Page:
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An Hour Here, an Hour There

Does it take you a bit of time to settle in once the time changes? Did you or members of your family wake up earlier the day after the time changed? Do you notice already the changes in available light during the day? Do you know "why" the time changes? Did we gain an hour or lose an hour? Aren't there just 24 hours... regardless?

It's interesting to note that while observing Daylight Savings Time is not mandatory in the United States (and not even all states participate), Daylight Savings Time is regulated by the Department of Transportation. For a look at the history of Daylight Savings Time and its connection to "travel," see National Geographic's "Daylight Savings Time 2009: When and Why We Fall Back."

The end of Daylight Savings Time last weekend and the changing of clocks "back" an hour may have generated some buzz in the teacher's lounge and in the hallways. But, whether the clocks move forwards or backwards, there are still 24 hours in the day.

Right?

The "A Matter of Time" Science Buddies Project Idea calls into question the assumption that "a day is a day is a day." The project introduces students to several systems of timekeeping used around the world: Standard Time, Sidereal Time, and Solar Time. Are all of them equally accurate? The project uses an online tool to help track and assess the accuracy of time depending on which system of measurement is used. Variations of the project can be used to consider issues related to Daylight Savings Time and Lunar Time.

After drawing conclusions about how many hours there really are in a day, the change in time and the ways in which we react to the change leads nicely to introductory discussions of Circadian Cycles, in humans and in other life forms. The following long-term Science Buddies' project ideas explore patterns of response to the time of day (or to light and dark):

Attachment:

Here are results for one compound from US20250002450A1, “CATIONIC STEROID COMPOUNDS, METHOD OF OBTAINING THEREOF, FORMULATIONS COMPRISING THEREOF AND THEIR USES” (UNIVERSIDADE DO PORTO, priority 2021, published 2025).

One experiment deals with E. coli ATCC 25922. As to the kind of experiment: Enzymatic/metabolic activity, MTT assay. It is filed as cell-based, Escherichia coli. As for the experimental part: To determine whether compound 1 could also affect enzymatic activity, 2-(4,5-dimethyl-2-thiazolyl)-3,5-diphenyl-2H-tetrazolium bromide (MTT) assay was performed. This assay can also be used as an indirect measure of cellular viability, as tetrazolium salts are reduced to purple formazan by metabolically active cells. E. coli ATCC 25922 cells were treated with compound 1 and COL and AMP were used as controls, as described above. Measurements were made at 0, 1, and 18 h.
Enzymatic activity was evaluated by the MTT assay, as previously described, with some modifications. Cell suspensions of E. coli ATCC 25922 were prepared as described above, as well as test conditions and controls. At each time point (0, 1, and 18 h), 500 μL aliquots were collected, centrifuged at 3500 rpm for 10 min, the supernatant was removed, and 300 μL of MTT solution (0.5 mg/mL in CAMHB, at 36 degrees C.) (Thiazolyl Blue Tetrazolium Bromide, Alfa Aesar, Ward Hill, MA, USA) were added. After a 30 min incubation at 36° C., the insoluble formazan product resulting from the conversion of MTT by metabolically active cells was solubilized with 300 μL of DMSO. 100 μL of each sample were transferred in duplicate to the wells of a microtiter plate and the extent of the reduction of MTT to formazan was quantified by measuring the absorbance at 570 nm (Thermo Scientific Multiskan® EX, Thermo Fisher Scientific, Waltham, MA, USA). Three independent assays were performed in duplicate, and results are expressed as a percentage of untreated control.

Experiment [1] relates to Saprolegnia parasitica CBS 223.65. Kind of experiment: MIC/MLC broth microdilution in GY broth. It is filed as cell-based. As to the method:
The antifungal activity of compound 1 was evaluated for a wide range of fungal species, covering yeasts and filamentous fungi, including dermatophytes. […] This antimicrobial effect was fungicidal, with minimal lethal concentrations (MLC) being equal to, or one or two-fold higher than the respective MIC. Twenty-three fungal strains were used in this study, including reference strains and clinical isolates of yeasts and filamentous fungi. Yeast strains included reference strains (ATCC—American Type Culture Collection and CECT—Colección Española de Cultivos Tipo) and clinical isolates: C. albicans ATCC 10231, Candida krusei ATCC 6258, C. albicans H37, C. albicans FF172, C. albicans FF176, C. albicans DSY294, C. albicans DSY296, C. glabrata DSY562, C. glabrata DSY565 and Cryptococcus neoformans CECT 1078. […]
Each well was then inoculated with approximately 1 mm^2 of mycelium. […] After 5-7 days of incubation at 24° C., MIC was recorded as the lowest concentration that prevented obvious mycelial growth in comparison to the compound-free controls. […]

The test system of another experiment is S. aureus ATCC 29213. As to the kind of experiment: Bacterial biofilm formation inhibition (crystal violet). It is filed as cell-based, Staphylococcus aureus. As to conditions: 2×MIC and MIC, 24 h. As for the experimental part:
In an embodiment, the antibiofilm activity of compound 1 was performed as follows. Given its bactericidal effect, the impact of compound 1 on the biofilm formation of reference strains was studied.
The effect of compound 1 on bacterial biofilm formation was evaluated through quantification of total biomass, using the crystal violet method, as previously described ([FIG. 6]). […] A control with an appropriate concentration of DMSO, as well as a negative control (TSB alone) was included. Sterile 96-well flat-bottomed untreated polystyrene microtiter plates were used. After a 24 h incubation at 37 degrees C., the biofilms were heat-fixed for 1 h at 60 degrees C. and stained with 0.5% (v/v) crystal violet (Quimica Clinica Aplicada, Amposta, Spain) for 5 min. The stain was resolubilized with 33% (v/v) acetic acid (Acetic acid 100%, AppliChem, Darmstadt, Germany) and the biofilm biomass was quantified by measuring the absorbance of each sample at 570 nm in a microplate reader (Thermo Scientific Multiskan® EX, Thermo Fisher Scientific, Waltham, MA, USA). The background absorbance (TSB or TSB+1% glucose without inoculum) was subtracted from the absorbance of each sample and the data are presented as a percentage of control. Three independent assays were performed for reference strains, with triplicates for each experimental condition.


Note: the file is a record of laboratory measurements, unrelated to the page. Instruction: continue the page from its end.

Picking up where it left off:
Science Buddies Science Activities

Science Buddies and Autodesk for Student STEM Exploration


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Can you harness the sun to cook your dinner? A solar oven skeptic is converted after building his own solar oven and putting it to the test.

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Put yourself in the middle of ongoing research and development with a cutting-edge student biomedical engineering, human biology, or computer science project.

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School and family science weekly spotlight: explore the science of speed and constant acceleration.

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You don't have to wait until the last minute to start the project display board for a science fair project. A great board takes planning, and you can do a good deal of preliminary legwork getting your board ready even...

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School and family science weekly spotlight: listen to how music and sound are incorporated in movies of certain types.

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Science activities and projects that let kids get hands-on with things slimy, ghoulish, gross, light-up, or glow-in-the-dark.



Your Science!
What will you explore for your science project this year? What is your favorite classroom science activity? Email us a short (one to three sentences) summary of your science project or teaching tip. You might end up featured in an upcoming Science Buddies newsletter!



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